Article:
Cryptocurrencies are a great way for you to kick-start your company and not accrue any of the risk that normal transaction entail with themselves. It is a reliable mechanism for venture capitalist to plunge into new areas of expertise, but it also puts them at a greater risk.
Meanwhile, if you are an investor going ahead with Initial Coin Offerings is noteworthy prospective. But bear in mind that social media, including Facebook is now on the offensive against misleading and deceptive ads that touch upon financial products and services.
New regulation will be introduced that will monitor all types of ads and try to determine whether they are genuine or a veiled attempt to mislead customers into investing heavily into something they may be led to believe is worth the hassle.
Ads touting the benefits of cryptocurrencies are all over the place. They enjoy a leeway that should not be given to anyone who is trying to garner funds and turn a profit out of other people’s money. That is why regulators have done well to intervene and prevent any attempt of foul play.
The France market watchdog has spearheaded a campaign against cryptocurrencies recently. Perhaps calling it so is a misnomer. Rather, France wants to treat crypto assets as precious metals – a move also backed by Austria with Austria’s own legislation, naturally.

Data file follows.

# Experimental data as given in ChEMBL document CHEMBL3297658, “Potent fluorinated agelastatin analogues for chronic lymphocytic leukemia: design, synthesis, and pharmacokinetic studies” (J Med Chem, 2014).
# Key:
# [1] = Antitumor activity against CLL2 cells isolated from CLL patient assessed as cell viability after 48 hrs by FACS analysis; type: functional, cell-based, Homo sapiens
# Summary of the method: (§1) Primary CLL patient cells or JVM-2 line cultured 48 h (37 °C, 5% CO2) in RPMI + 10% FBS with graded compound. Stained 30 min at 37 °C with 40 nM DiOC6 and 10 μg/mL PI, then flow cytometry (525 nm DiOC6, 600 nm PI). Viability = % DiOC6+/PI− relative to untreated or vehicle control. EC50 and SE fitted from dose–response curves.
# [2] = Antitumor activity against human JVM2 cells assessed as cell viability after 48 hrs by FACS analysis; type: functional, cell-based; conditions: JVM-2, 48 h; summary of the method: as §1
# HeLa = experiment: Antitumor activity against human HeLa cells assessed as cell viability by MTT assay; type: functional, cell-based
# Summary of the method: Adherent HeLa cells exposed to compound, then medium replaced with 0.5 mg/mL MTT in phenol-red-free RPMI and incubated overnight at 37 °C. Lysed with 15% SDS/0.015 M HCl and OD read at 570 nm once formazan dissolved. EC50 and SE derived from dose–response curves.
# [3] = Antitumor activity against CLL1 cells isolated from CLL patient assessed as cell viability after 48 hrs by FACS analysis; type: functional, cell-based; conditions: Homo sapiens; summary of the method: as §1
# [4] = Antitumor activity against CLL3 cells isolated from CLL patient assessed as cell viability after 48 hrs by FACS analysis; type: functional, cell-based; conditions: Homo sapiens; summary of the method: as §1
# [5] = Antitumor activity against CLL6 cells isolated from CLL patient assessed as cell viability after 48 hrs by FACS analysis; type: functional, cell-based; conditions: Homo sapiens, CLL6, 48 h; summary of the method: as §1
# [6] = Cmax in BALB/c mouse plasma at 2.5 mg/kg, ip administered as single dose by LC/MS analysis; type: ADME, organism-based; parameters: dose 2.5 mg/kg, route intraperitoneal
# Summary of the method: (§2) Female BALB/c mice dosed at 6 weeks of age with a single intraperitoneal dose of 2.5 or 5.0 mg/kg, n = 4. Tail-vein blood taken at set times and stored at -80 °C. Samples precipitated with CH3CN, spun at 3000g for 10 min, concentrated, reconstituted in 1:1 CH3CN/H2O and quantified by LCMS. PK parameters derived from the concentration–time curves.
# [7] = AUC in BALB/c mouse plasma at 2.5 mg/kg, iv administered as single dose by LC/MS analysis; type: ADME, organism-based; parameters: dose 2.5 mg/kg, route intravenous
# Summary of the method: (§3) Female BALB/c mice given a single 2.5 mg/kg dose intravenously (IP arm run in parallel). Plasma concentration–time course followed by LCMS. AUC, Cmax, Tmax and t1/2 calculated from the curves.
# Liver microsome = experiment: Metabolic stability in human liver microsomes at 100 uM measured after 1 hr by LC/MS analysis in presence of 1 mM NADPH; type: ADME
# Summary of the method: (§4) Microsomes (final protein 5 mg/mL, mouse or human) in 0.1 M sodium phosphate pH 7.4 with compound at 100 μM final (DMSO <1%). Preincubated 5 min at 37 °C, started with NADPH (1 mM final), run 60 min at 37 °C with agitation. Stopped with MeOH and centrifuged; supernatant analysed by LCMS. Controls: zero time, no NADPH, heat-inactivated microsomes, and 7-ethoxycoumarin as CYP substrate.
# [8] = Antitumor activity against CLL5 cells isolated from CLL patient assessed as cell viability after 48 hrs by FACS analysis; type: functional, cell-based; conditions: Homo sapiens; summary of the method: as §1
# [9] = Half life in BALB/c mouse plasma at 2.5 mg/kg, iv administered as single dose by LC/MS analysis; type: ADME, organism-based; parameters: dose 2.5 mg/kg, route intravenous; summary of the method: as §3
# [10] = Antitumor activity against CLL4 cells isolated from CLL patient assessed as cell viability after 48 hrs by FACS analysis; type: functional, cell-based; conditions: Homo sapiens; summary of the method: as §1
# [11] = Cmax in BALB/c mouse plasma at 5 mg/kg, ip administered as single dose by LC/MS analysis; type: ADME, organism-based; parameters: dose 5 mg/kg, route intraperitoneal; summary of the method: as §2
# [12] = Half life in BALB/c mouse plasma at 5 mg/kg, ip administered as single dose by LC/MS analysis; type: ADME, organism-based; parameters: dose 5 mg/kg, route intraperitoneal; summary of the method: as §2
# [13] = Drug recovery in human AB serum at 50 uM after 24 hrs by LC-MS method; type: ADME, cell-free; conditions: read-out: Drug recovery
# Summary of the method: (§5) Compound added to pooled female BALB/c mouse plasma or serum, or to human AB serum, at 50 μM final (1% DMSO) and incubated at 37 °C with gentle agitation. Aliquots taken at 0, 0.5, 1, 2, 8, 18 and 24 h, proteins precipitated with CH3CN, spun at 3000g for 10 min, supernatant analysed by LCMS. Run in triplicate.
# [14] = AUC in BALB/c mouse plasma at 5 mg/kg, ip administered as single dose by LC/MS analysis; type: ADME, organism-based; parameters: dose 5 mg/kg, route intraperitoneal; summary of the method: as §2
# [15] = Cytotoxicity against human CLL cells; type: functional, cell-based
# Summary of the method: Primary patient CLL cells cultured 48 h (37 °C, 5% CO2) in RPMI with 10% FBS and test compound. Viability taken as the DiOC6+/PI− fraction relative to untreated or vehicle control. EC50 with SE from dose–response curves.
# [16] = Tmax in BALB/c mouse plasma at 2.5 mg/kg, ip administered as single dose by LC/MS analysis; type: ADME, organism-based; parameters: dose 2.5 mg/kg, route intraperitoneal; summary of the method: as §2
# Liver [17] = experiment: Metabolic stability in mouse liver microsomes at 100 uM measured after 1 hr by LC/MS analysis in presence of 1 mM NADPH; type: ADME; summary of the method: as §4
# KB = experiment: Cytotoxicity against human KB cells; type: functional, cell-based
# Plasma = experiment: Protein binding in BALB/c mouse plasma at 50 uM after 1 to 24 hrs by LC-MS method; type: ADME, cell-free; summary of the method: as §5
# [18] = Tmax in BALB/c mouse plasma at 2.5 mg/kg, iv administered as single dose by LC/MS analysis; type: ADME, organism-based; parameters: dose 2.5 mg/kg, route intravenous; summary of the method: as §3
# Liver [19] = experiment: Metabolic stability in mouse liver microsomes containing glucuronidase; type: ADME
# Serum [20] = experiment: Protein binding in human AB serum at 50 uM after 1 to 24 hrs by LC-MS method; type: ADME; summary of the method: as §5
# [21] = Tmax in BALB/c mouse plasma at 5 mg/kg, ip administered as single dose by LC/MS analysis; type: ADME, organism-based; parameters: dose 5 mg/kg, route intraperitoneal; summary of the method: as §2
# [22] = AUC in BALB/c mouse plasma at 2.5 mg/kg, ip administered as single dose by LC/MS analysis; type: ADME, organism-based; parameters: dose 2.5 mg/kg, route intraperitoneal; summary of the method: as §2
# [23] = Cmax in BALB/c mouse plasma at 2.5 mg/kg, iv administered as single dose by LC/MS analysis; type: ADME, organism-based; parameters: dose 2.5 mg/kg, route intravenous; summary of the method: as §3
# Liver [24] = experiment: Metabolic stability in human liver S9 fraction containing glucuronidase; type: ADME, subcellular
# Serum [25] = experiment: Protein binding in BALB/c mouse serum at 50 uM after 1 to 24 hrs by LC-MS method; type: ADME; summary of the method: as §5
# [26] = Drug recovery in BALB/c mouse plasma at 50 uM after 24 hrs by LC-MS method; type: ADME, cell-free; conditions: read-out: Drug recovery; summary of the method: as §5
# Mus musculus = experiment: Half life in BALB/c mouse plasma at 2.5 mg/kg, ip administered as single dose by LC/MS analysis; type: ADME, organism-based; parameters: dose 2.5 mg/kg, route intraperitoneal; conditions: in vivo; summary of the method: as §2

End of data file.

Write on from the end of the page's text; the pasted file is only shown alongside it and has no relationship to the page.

The rising regulation of the markets is partly in contrast with Turkey who has been buzzing with news in the last hours that the country is now bringing about its own crypto chunk on the market!
Meanwhile, the Securities and Exchange Commission (SEC) Commodity Futures Trading Commission (CFTC) is now investigating the assets of companies that are possibly involved with irregular trading of cryptocurrencies.
“If they’re looking to bring a case against a company, they will certainly review all the public statements that the company has made and that would obviously include advertisements.”
Why do regulators take a dim view of crypto adds?
Why regulators target crypto ads is plain as rain. They are blatant and they tend to mislead. The crypto craze is potent and it often leads people into temptation. When Bitcoin hit almost $20,000 in December 2017, citizen started to mortgage their homes in order to snap up ethereal valuables.
These lying ads are undermining the credence of mainstream media as well! A logo stolen from the New Zealand Herald with a picture featuring former New Zealand prime minister John Key claimed that Mr Key had invested in cryptocurrencies, prompting others to do so. Not everyone is protected. Even mainstream exchanges are falling prey to greed. Coincheck kept information on a low-security crypto wallet, when in its own words having cold storage for valuable assets is paramount.